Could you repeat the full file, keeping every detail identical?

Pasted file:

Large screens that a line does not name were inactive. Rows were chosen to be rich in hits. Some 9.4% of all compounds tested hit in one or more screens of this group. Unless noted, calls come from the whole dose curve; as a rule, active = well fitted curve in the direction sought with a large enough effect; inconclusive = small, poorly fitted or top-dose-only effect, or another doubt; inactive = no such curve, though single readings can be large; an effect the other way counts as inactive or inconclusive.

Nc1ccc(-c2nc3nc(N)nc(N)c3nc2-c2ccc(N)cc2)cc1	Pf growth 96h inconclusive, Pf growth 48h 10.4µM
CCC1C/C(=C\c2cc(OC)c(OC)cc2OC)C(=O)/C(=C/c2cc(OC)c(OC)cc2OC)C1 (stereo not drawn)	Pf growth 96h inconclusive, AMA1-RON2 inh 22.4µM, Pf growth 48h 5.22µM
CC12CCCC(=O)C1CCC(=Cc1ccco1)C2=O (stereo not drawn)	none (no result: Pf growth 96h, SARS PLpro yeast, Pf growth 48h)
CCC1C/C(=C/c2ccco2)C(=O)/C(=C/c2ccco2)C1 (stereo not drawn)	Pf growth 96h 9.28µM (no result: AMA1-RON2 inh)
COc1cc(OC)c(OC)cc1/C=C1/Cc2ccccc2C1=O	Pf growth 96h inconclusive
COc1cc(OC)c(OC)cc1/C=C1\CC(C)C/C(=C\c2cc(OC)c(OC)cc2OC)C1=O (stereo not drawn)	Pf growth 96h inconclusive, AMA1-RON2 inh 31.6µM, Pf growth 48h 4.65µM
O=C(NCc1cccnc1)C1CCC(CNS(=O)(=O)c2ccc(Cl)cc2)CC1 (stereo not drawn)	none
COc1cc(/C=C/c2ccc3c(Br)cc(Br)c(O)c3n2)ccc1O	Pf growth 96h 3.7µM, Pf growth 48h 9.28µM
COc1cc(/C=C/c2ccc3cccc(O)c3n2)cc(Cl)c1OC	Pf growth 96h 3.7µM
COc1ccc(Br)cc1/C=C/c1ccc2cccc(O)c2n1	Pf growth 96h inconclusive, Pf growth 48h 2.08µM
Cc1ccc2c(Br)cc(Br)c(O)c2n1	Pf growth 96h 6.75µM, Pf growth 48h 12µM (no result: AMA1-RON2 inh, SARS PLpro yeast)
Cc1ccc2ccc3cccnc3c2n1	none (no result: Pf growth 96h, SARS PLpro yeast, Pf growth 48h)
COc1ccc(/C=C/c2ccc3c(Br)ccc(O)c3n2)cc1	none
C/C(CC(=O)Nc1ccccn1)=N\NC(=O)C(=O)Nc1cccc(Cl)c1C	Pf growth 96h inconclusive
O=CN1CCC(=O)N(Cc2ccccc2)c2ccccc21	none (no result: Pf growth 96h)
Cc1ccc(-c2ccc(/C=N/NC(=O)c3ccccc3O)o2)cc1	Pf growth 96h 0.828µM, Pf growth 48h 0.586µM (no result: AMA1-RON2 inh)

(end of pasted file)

Large screens that a line does not name were inactive. Rows were chosen to be rich in hits. Some 9.4% of all compounds tested hit in one or more screens of this group. Unless noted, calls come from the whole dose curve; as a rule, active = well fitted curve in the direction sought with a large enough effect; inconclusive = small, poorly fitted or top-dose-only effect, or another doubt; inactive = no such curve, though single readings can be large; an effect the other way counts as inactive or inconclusive.

Nc1ccc(-c2nc3nc(N)nc(N)c3nc2-c2ccc(N)cc2)cc1	Pf growth 96h inconclusive, Pf growth 48h 10.4µM
CCC1C/C(=C\c2cc(OC)c(OC)cc2OC)C(=O)/C(=C/c2cc(OC)c(OC)cc2OC)C1 (stereo not drawn)	Pf growth 96h inconclusive, AMA1-RON2 inh 22.4µM, Pf growth 48h 5.22µM
CC12CCCC(=O)C1CCC(=Cc1ccco1)C2=O (stereo not drawn)	none (no result: Pf growth 96h, SARS PLpro yeast, Pf growth 48h)
CCC1C/C(=C/c2ccco2)C(=O)/C(=C/c2ccco2)C1 (stereo not drawn)	Pf growth 96h 9.28µM (no result: AMA1-RON2 inh)
COc1cc(OC)c(OC)cc1/C=C1/Cc2ccccc2C1=O	Pf growth 96h inconclusive
COc1cc(OC)c(OC)cc1/C=C1\CC(C)C/C(=C\c2cc(OC)c(OC)cc2OC)C1=O (stereo not drawn)	Pf growth 96h inconclusive, AMA1-RON2 inh 31.6µM, Pf growth 48h 4.65µM
O=C(NCc1cccnc1)C1CCC(CNS(=O)(=O)c2ccc(Cl)cc2)CC1 (stereo not drawn)	none
COc1cc(/C=C/c2ccc3c(Br)cc(Br)c(O)c3n2)ccc1O	Pf growth 96h 3.7µM, Pf growth 48h 9.28µM
COc1cc(/C=C/c2ccc3cccc(O)c3n2)cc(Cl)c1OC	Pf growth 96h 3.7µM
COc1ccc(Br)cc1/C=C/c1ccc2cccc(O)c2n1	Pf growth 96h inconclusive, Pf growth 48h 2.08µM
Cc1ccc2c(Br)cc(Br)c(O)c2n1	Pf growth 96h 6.75µM, Pf growth 48h 12µM (no result: AMA1-RON2 inh, SARS PLpro yeast)
Cc1ccc2ccc3cccnc3c2n1	none (no result: Pf growth 96h, SARS PLpro yeast, Pf growth 48h)
COc1ccc(/C=C/c2ccc3c(Br)ccc(O)c3n2)cc1	none
C/C(CC(=O)Nc1ccccn1)=N\NC(=O)C(=O)Nc1cccc(Cl)c1C	Pf growth 96h inconclusive
O=CN1CCC(=O)N(Cc2ccccc2)c2ccccc21	none (no result: Pf growth 96h)
Cc1ccc(-c2ccc(/C=N/NC(=O)c3ccccc3O)o2)cc1	Pf growth 96h 0.828µM, Pf growth 48h 0.586µM (no result: AMA1-RON2 inh)